Hyper Acute Stroke Unit openings set back by more than one year due to legal challenges

QEQM Hospital Photo Chris Constantine

The schedule for opening new Hyper-acute Stroke Units (HASUs) at Darent Valley, Maidstone and Ashford has been set back by more than a year due to legal challenges and the wait for capital funding.

A final decision on the location for the three HASUs across Kent & Medway was confirmed by doctors on the Joint Committee of Clinical Commissioning Groups (JCCCG) in February.

The units will be at Darent Valley Hospital, Maidstone Hospital and William Harvey Hospital – meaning the closure of acute services at Margate’s QEQM Hospital as well as at Medway Hospital, Tunbridge Wells Hospital, and Kent & Canterbury Hospital – which has already had its service withdrawn due to the removal of training doctors by Health Education England in March 2017.

The plan was for Darent Valley and Maidstone to go live in March 2020 followed by the William Harvey Hospital in spring 2021.

But this has now been set back to Darent Valley Hospital and Maidstone Hospital to open in April 2021 and the William Harvey Hospital to open in autumn of 2022.

SONIK campaigners at the High Court Photo Carly Jeffrey

The bringing of legal action, in the form of a Judicial Review and referral to the Secretary of State, by Save Our NHS in Kent, Thanet Stroke Campaign and Medway Council, has meant the Kent and Medway Stroke Services Review are unable to implement anything that is irreversible – such as building works – until the outcome of legal action is revealed.

A decision on the Judicial Review cases is expected in January.

The plan is for Darent Valley to have a 34 bed unit, Maidstone General Hospital 38 beds and William Harvey Hospital 52 beds. There will also be a  two bed outflow at Eastbourne General Hospital.

But to house the new unit at William Harvey Hospital it will require a new build 32 bed ward, linked to the existing stroke ward to create a single unit, at a cost of some £20.9million.

‘Irreversible decisions’

A stakeholder update, first published back in July, says the set back is due to: “The legal challenges and the referral to the Secretary of State for Health – the legal advice we have is that we can and should continue with implementation planning, but we should not take any irreversible decisions.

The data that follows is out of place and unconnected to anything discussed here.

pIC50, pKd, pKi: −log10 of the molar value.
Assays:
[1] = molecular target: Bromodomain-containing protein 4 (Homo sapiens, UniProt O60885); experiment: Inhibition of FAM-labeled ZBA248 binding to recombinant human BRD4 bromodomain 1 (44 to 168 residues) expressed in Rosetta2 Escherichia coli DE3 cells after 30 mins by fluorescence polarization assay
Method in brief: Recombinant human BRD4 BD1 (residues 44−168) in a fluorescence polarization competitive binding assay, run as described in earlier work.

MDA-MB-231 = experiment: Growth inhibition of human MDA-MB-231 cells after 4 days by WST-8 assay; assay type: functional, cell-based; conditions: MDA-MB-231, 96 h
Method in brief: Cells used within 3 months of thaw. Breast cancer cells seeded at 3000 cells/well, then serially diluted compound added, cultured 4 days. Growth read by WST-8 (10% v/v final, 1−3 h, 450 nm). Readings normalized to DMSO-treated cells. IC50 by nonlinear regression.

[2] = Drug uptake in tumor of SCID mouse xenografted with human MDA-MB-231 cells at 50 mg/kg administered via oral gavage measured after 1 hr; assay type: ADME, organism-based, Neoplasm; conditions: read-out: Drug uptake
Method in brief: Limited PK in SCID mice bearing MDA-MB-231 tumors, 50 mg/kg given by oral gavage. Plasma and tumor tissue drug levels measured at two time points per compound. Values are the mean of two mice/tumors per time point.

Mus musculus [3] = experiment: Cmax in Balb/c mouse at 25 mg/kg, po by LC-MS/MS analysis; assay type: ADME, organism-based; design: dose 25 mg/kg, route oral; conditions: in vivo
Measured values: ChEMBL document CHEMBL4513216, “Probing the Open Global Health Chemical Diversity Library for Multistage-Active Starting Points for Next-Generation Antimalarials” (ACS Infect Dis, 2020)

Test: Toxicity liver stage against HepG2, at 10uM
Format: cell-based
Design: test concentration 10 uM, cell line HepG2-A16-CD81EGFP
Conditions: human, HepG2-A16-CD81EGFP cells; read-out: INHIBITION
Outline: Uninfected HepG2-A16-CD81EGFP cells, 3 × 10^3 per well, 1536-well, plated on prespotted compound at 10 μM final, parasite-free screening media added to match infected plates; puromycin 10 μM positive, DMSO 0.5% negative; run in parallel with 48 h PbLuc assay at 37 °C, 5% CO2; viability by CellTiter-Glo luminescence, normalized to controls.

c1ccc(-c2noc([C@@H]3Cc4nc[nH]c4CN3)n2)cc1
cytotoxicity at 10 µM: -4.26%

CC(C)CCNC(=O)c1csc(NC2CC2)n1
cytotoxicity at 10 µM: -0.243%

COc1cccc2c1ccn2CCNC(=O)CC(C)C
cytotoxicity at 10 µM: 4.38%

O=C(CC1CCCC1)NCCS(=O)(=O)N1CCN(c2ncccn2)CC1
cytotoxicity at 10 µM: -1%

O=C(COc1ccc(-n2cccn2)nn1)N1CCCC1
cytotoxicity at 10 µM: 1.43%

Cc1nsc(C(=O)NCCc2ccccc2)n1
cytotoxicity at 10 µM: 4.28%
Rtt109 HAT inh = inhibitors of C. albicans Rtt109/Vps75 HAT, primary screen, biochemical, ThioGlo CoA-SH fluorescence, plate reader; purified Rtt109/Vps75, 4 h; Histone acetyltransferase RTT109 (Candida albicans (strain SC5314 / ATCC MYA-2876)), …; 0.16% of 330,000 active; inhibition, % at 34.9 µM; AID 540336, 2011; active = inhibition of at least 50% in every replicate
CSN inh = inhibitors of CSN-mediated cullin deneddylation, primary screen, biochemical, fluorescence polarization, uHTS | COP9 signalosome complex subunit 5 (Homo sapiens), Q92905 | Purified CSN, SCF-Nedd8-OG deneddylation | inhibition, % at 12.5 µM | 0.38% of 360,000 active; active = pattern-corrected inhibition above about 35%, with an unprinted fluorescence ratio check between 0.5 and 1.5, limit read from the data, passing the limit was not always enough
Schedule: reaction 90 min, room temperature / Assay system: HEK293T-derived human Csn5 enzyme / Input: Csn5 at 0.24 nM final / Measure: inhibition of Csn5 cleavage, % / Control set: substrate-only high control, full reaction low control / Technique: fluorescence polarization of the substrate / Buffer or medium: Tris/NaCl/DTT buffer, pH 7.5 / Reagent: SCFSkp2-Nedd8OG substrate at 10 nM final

“This means that the vast majority of our implementation work continues for example workforce and IT planning, and the development of detailed policies and operating procedures to support new ways of working in the HASUs. The only irreversible decisions are linked to the new build at William Harvey Hospital which requires significant financial investment and it would not be right to spend public money on these building works until we know the outcome of the legal proceedings.”

The Judicial Review outcome must also be known before NHS England and Improvement will agree the release of capital funding needed to implement the new HASUs.


A spokesperson for the Kent and Medway review of urgent stroke services: said: “We plan to continue running stroke services as they are now, until we know the outcome of the Judicial Reviews and Secretary of State referral and have clarity about the next steps in our work to improve stroke care.

“However, the uncertainty caused by the ongoing delay to the reconfiguration of services is naturally unsettling for staff and we continue to monitor workforce risks very carefully both at an organisational and county wide level.

“We have not been able to commence the building works required at any of the sites as these require financial investment and it would not be right to spend public money on this work at this stage.

“Depending on the outcome of the judicial review and the Secretary of State referral, and the timing of the release of capital funding, the earliest we could go live with the HASUs at Darent Valley Hospital and Maidstone Hospital is currently April 2021, and the autumn of 2022 at William Harvey Hospital (this is solely due to the extent of the capital works required at William Harvey).